Dec 25: Job 34 | Zec 10 | Rev 10, 11

Reading 1 - Job 34:5-9

Elihu is speaking: "Job says, 'I am innocent, but God denies me justice. Although I am right, I am considered a liar; although I am guiltless, his arrow inflicts an incurable wound.' What man is like Job, who drinks scorn like water? He keeps company with evildoers; he associates with wicked men. For he says, 'It profits a man nothing when he tries to please God' " (Job 34:5-9).

"It was natural that, with all his reverence for Job, Elihu should be offended by the heat and passion of his words, by the absence of moderation and self-restraint, and tell him that 'this strained passion did him wrong.' No doubt it is easier for a friend on the bank to maintain his composure, than it is for the man who has been swept away by the stream of calamity, and is doing instant battle with its fierce currents and driving waves. Job is not to be overmuch blamed if, under the stress of calamity, and stung by the baseless calumnies of the friends, he now and then lost composure, and grew immoderate both in his resentments and his retorts. Remembering the keen agony he had to endure, we may well pardon an offence for which it is so easy to account; we may cheerfully admit, as the LORD Himself admitted, that in the main he spoke of God aright; we may even admire the constancy and patience with which, on the whole, he met the provocations and insults of the friends; and yet we cannot but feel that he often pushed his inferences against the Divine justice and providence much too far: as, indeed, he himself confessed that he had, when at last he saw the LORD face to face, and carried his just resentment against the friends to excess. There are points in the progress of the story where he seems to revel in his sense of wrong, and to lash out wildly against both God and man. With fine moral tact, Elihu had detected this fault in his tone and bearing, and had discovered whither it was leading him" (Samuel Cox).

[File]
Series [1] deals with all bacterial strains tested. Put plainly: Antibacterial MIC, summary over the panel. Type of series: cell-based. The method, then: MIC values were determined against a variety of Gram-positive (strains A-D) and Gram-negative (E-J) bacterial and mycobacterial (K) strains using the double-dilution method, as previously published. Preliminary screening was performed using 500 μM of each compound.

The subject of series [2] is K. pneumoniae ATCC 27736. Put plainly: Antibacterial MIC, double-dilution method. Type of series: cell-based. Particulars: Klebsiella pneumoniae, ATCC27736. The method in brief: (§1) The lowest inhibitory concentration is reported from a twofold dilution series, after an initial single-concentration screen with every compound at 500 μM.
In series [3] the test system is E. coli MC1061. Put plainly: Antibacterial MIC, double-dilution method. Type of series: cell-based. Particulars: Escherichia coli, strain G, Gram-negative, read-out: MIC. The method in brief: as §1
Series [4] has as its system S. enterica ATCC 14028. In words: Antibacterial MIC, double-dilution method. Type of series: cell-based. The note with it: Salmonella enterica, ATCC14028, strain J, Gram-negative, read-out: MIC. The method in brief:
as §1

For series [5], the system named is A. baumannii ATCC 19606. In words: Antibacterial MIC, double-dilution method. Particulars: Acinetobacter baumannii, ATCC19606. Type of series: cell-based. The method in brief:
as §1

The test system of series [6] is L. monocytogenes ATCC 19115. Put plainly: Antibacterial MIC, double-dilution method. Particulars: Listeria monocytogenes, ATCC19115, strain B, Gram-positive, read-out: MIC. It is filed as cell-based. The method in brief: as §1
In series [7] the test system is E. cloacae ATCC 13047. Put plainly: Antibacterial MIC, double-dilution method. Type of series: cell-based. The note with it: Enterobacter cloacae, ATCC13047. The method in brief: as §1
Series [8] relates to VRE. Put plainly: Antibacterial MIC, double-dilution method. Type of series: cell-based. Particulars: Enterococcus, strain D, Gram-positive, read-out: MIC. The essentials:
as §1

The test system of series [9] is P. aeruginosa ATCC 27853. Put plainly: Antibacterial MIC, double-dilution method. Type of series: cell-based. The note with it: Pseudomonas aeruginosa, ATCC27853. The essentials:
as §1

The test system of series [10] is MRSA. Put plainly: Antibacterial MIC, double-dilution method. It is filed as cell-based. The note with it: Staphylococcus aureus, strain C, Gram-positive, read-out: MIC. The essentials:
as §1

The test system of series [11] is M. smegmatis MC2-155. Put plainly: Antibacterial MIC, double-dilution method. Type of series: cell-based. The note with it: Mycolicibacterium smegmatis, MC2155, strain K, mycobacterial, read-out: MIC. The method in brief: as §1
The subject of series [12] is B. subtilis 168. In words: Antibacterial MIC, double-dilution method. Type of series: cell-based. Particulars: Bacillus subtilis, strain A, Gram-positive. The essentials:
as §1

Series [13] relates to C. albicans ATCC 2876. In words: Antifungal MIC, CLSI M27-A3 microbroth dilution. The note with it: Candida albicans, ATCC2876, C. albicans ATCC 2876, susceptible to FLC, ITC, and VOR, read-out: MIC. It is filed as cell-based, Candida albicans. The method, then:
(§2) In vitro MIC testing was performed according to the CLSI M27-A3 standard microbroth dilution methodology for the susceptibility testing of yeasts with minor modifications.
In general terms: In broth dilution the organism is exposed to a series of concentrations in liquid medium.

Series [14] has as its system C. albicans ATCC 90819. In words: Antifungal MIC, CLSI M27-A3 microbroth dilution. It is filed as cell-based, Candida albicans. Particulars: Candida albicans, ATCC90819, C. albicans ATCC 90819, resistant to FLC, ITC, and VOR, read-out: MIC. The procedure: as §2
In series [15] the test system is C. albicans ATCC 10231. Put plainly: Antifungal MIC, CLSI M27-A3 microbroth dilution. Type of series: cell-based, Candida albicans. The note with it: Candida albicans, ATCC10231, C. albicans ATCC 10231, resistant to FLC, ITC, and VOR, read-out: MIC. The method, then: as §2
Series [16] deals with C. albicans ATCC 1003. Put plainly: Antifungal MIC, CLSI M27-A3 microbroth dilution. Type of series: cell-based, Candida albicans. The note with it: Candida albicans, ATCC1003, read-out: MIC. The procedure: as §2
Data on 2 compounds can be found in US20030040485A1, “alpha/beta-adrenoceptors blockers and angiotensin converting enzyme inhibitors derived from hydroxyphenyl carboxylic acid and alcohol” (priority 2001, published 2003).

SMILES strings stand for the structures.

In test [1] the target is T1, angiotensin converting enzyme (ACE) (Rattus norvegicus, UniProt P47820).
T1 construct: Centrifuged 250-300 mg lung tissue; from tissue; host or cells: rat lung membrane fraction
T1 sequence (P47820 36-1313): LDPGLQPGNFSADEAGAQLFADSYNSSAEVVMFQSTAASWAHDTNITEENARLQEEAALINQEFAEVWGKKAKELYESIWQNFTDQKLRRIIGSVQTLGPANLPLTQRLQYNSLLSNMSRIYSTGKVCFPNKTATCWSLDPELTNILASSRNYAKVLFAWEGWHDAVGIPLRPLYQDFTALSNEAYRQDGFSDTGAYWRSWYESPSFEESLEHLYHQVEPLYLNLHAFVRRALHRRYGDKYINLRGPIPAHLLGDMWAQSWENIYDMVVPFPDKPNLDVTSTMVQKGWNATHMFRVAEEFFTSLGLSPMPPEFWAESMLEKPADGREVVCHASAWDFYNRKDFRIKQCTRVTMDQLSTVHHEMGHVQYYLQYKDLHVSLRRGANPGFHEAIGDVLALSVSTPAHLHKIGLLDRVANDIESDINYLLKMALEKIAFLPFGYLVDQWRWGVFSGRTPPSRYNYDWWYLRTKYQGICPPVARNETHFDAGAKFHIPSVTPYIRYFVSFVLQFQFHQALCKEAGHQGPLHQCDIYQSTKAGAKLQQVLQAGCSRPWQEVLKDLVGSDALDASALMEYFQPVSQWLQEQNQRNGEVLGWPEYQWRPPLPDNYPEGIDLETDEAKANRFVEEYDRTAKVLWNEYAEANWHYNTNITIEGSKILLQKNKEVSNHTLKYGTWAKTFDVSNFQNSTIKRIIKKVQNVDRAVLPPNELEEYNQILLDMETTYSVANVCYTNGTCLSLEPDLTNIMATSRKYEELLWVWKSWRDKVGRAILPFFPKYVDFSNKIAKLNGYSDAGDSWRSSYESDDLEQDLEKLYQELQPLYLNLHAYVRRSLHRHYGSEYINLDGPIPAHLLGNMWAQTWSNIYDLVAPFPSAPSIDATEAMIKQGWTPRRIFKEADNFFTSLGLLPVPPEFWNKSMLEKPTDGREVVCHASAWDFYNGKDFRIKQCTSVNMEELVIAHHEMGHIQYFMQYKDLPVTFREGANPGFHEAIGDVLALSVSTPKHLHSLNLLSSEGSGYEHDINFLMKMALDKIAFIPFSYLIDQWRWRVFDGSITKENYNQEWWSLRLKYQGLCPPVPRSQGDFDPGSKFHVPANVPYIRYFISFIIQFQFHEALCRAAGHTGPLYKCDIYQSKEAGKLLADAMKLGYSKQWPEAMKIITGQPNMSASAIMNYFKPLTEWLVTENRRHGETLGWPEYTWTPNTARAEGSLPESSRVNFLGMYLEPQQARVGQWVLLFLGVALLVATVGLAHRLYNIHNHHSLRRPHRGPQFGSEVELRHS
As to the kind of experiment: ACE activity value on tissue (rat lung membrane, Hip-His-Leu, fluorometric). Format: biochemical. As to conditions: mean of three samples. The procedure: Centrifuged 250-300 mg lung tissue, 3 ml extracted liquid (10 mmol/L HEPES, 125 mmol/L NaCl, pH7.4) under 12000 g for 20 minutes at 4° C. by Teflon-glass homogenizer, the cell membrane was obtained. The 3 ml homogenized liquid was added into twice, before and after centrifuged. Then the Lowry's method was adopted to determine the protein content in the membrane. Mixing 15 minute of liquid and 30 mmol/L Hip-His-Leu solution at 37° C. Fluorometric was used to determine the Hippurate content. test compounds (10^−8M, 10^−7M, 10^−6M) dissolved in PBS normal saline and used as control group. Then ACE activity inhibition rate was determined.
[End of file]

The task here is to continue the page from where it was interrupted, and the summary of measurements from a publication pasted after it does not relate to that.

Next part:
Reading 2 - Zec 10:2

"The idols speak deceit, diviners see visions that lie; they tell dreams that are false, they give comfort in vain. Therefore the people wander like sheep oppressed for lack of a shepherd" (Zec 10:2).

"In Zechariah's days the leaders of the people led them in any direction they could, as long as they did not lead them in the direction of God... It is exactly the same for the people of our day. Governments allow us free speech to speak out for any cause we like -- we can take up the cause for witchcraft, homosexuality, abortion or any other topic we fancy -- unless it happens to be Christianity. If we speak about Christ or try to turn people back to God we are labelled as brainwashing and trying to influence people against their will. No longer is the Bible read at school or prayers offered as governments prepare to discuss legislation. God has been kicked out of the lives of the people. So it is up to us, who still know God, to be leaders -- even against the opposition -- to lead people to God. In doing so we will save ourselves and, with God's blessing, those who follow us" (Robert Prins).


Reading 3 - Rev 10:10

"I took the little scroll from the angel's hand and ate it. It tasted as sweet as honey in my mouth, but when I had eaten it, my stomach turned sour" (Rev 10:10).

"While the reception of Yahweh's truth is itself a source of pure sweetness and peace, it makes us the subject of great bitterness afterwards in the feelings with which we view the state of the world and the wickedness of men around us on every hand. John, having eaten the book, was told, 'Thou must prophecy again before many peoples and nations and tongues and kings' (v 11). This shows that the book stood for divine knowledge: the eating for the act of acquiring that knowledge: and the purpose of its imparting that it might be communicated to others. We may take this as affording a hint to ourselves even now, for John is our brother if we be brethren of Christ" (Robert Roberts).

 

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